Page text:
Time for us to go back to school

It seems like fall comes a little earlier every year. Even as summer feels far from over, students throughout the region are getting ready to go back to the classroom: school supplies abundantly line the shelves of department stores, seasonal harvest spice cookies temptingly grace the bakery racks at Sheetz, and student-athletes are excitedly anticipating the opening week of high school sports in central Pennsylvania.

Driving around the region the activity is obvious: packs of cross country runners in fluorescent vests making their way through the streets; football players reporting to early-morning workouts, the first of two for the day; soccer teams booting balls around a busy practice field; the voices of cheerleaders and beat of the marching band drums echoing through campus.

Indoors, high school halls are spotless after their summertime deep-clean; the warm-weather smells seem different from that of the busy school-days. Soon these halls will be filled with students and teachers bustling from class to class, lunchtime, and extra-curricular activities.

This is such a special time of year: the dawn of a fresh start — new class schedules; for some: new facilities, and for all: high expectations — everyone is undefeated.

Students today may be more connected than in generations gone by: cell phones and computers foster constant contact between classmates and friends throughout the summer. But nothing compares to face-to-face interaction, particularly in an athletic arena.

As teenagers leave behind vacation memories, camps and summer jobs, they re-enter the high school community; and for many it’s a welcome return. But for others, the new school year could be riddled with social landmines, breeding anxiety and even fear.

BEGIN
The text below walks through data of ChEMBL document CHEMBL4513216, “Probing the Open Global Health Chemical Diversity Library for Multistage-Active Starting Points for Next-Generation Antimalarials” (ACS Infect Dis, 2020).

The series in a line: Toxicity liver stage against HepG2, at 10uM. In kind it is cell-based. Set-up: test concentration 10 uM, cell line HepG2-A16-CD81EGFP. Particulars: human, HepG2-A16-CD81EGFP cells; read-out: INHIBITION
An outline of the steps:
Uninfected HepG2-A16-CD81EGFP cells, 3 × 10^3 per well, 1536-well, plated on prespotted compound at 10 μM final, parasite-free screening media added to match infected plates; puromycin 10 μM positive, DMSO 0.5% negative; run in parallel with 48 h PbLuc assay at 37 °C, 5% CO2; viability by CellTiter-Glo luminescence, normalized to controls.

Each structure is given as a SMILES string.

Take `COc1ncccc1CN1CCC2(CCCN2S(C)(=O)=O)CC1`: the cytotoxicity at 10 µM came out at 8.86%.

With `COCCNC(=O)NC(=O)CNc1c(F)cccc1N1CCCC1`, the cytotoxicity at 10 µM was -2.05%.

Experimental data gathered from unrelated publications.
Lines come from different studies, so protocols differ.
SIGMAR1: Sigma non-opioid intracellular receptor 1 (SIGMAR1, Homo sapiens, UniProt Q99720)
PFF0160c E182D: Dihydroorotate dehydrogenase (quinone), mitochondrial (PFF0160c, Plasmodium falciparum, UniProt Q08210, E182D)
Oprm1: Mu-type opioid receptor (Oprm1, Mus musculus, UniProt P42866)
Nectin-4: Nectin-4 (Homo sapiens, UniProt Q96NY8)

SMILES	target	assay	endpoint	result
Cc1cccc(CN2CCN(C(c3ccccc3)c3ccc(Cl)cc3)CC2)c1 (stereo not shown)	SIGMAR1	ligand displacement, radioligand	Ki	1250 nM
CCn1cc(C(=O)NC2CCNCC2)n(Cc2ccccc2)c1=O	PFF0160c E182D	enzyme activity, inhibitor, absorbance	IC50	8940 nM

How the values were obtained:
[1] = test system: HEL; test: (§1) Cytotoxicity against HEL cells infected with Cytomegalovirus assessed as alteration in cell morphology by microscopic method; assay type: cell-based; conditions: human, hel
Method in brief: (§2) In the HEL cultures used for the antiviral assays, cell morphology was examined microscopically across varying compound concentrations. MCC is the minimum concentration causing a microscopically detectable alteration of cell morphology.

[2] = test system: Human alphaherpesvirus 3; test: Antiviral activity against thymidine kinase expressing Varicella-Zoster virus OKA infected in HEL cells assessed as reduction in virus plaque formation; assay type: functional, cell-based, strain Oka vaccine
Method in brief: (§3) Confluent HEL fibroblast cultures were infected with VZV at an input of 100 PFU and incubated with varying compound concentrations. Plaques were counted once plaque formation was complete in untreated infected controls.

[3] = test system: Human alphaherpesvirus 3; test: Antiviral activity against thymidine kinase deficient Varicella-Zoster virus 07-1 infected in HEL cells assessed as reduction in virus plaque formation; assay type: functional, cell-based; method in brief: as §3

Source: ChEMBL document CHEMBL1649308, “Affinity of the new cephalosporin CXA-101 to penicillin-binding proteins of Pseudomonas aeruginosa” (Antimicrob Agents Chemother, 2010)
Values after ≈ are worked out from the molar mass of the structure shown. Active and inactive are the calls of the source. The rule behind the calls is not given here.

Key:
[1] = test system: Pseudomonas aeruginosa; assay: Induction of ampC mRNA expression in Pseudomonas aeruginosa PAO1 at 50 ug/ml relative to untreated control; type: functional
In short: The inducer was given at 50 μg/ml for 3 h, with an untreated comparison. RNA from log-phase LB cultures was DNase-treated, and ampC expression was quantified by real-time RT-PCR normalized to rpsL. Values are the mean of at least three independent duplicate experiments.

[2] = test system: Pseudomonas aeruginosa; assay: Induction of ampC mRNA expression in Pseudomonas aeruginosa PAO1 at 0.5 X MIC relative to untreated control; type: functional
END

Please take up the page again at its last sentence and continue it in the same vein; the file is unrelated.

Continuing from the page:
That’s where athletics and other extra-curricular activities can be so valuable. Not only can students feel part of something — included — they can find many avenues toward leadership roles. For some it may be as a captain or section leader; for others the chance to serve in a supporting role, leading by example or by bolstering classmates. And these leaders, vocal or quiet, can collectively set the tone for a team, a class and even an entire student body.

I recently heard an administrator tell some teenagers that they, the students themselves, will be the ones to stop violence in classrooms: not just through enhanced security or intruder training, but through kindness and inclusion. Seeking out someone who seems alone; standing up for someone being bullied; calling out someone being cruel — even small acts of compassion and decency can have a huge impact in the life of a young person who feels like they’re on the outside.

And athletes should be leading the way. These high-profile students, who make newspaper headlines and television highlight while pursuing excellence in the athletic arena, also have a special opportunity to create a culture of kindness more impactful than any championship.

Goodman Shaffer can be reached at kellie@bedfordcountychamber.org.

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